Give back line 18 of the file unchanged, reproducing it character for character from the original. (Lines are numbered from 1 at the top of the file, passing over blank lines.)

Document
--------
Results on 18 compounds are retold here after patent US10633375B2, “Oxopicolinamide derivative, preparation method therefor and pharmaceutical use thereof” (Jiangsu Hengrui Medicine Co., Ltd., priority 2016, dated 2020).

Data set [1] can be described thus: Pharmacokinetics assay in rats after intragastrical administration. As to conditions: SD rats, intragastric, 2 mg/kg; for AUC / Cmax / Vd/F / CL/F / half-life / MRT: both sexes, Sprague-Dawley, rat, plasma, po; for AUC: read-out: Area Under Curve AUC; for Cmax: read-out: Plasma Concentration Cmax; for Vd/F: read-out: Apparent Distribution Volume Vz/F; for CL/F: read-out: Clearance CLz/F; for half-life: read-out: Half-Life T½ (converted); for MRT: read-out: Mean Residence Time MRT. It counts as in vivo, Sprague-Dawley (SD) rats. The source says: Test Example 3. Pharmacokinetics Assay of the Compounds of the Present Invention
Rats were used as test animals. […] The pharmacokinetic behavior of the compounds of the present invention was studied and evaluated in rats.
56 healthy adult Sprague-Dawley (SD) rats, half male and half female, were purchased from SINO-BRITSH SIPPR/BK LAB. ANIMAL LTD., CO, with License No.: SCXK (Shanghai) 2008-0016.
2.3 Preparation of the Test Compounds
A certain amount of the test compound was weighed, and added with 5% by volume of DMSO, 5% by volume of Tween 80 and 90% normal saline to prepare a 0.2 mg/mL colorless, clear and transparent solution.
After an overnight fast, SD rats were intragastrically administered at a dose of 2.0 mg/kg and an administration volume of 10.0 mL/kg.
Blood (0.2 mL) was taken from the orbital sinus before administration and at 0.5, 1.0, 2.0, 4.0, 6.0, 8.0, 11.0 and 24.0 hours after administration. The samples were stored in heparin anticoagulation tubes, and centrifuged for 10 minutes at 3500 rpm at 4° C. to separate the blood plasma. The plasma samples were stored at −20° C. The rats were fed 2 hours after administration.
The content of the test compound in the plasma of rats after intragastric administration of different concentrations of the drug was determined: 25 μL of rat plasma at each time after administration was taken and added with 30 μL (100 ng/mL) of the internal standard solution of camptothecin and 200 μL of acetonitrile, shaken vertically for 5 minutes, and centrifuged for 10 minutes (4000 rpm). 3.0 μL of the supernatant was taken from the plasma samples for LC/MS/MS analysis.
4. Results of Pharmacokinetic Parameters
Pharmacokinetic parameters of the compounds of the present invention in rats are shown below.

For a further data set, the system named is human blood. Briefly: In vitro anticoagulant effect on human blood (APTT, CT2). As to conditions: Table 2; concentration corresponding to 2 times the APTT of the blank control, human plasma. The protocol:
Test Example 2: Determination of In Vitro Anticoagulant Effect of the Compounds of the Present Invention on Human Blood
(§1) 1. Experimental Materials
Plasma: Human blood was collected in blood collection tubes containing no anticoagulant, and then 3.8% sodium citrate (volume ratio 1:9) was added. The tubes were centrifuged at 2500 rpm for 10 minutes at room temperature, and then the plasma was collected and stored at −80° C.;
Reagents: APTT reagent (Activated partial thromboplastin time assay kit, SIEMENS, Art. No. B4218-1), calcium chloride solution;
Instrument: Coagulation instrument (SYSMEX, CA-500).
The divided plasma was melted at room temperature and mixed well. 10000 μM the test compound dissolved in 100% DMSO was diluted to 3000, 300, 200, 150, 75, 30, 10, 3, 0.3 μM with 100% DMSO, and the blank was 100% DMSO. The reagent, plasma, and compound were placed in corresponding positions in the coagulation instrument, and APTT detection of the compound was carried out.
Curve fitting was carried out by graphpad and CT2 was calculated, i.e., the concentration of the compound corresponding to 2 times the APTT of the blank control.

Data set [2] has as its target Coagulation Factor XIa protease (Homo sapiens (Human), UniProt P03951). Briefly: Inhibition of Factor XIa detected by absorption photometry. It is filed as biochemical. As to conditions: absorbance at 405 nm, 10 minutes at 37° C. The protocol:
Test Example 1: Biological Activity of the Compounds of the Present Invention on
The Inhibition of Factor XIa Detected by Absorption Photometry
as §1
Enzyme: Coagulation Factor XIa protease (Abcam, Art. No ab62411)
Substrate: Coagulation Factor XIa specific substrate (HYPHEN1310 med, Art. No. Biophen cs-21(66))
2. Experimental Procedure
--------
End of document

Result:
The divided plasma was melted at room temperature and mixed well. 10000 μM the test compound dissolved in 100% DMSO was diluted to 3000, 300, 200, 150, 75, 30, 10, 3, 0.3 μM with 100% DMSO, and the blank was 100% DMSO. The reagent, plasma, and compound were placed in corresponding positions in the coagulation instrument, and APTT detection of the compound was carried out.